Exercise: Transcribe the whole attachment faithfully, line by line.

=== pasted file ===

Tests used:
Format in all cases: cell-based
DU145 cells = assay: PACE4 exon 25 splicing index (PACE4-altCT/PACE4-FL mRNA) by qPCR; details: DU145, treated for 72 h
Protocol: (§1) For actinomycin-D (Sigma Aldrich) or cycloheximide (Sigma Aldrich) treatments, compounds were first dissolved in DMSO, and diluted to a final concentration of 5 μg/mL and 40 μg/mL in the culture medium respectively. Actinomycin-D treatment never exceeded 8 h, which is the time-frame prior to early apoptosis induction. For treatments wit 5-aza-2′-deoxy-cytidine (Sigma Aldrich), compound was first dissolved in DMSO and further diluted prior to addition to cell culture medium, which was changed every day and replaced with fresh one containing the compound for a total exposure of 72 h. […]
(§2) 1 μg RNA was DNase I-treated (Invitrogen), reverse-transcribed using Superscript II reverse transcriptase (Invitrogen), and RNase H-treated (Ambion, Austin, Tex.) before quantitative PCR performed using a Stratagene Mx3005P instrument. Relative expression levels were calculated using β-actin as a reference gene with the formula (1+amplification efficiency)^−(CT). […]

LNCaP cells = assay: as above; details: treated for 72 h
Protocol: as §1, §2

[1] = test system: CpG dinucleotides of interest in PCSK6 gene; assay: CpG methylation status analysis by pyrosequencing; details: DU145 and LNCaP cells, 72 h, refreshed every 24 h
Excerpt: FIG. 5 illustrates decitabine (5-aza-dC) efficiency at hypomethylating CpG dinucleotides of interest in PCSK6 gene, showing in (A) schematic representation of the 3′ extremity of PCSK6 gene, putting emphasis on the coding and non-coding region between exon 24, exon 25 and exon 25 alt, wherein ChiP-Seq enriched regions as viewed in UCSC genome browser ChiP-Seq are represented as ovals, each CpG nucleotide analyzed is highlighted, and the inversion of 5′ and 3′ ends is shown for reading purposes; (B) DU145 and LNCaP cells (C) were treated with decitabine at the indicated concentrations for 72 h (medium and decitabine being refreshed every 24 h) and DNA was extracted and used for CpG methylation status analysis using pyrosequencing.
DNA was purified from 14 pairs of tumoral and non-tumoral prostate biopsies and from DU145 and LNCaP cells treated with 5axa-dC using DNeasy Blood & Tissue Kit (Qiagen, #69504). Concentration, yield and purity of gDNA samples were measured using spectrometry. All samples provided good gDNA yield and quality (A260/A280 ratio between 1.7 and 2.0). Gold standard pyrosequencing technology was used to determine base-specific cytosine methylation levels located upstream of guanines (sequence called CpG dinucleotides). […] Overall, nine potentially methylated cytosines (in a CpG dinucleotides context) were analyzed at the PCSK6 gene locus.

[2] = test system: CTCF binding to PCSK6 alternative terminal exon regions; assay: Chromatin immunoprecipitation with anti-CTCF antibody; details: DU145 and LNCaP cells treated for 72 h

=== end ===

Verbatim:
Tests used:
Format in all cases: cell-based
DU145 cells = assay: PACE4 exon 25 splicing index (PACE4-altCT/PACE4-FL mRNA) by qPCR; details: DU145, treated for 72 h
Protocol: (§1) For actinomycin-D (Sigma Aldrich) or cycloheximide (Sigma Aldrich) treatments, compounds were first dissolved in DMSO, and diluted to a final concentration of 5 μg/mL and 40 μg/mL in the culture medium respectively. Actinomycin-D treatment never exceeded 8 h, which is the time-frame prior to early apoptosis induction. For treatments wit 5-aza-2′-deoxy-cytidine (Sigma Aldrich), compound was first dissolved in DMSO and further diluted prior to addition to cell culture medium, which was changed every day and replaced with fresh one containing the compound for a total exposure of 72 h. […]
(§2) 1 μg RNA was DNase I-treated (Invitrogen), reverse-transcribed using Superscript II reverse transcriptase (Invitrogen), and RNase H-treated (Ambion, Austin, Tex.) before quantitative PCR performed using a Stratagene Mx3005P instrument. Relative expression levels were calculated using β-actin as a reference gene with the formula (1+amplification efficiency)^−(CT). […]

LNCaP cells = assay: as above; details: treated for 72 h
Protocol: as §1, §2

[1] = test system: CpG dinucleotides of interest in PCSK6 gene; assay: CpG methylation status analysis by pyrosequencing; details: DU145 and LNCaP cells, 72 h, refreshed every 24 h
Excerpt: FIG. 5 illustrates decitabine (5-aza-dC) efficiency at hypomethylating CpG dinucleotides of interest in PCSK6 gene, showing in (A) schematic representation of the 3′ extremity of PCSK6 gene, putting emphasis on the coding and non-coding region between exon 24, exon 25 and exon 25 alt, wherein ChiP-Seq enriched regions as viewed in UCSC genome browser ChiP-Seq are represented as ovals, each CpG nucleotide analyzed is highlighted, and the inversion of 5′ and 3′ ends is shown for reading purposes; (B) DU145 and LNCaP cells (C) were treated with decitabine at the indicated concentrations for 72 h (medium and decitabine being refreshed every 24 h) and DNA was extracted and used for CpG methylation status analysis using pyrosequencing.
DNA was purified from 14 pairs of tumoral and non-tumoral prostate biopsies and from DU145 and LNCaP cells treated with 5axa-dC using DNeasy Blood & Tissue Kit (Qiagen, #69504). Concentration, yield and purity of gDNA samples were measured using spectrometry. All samples provided good gDNA yield and quality (A260/A280 ratio between 1.7 and 2.0). Gold standard pyrosequencing technology was used to determine base-specific cytosine methylation levels located upstream of guanines (sequence called CpG dinucleotides). […] Overall, nine potentially methylated cytosines (in a CpG dinucleotides context) were analyzed at the PCSK6 gene locus.

[2] = test system: CTCF binding to PCSK6 alternative terminal exon regions; assay: Chromatin immunoprecipitation with anti-CTCF antibody; details: DU145 and LNCaP cells treated for 72 h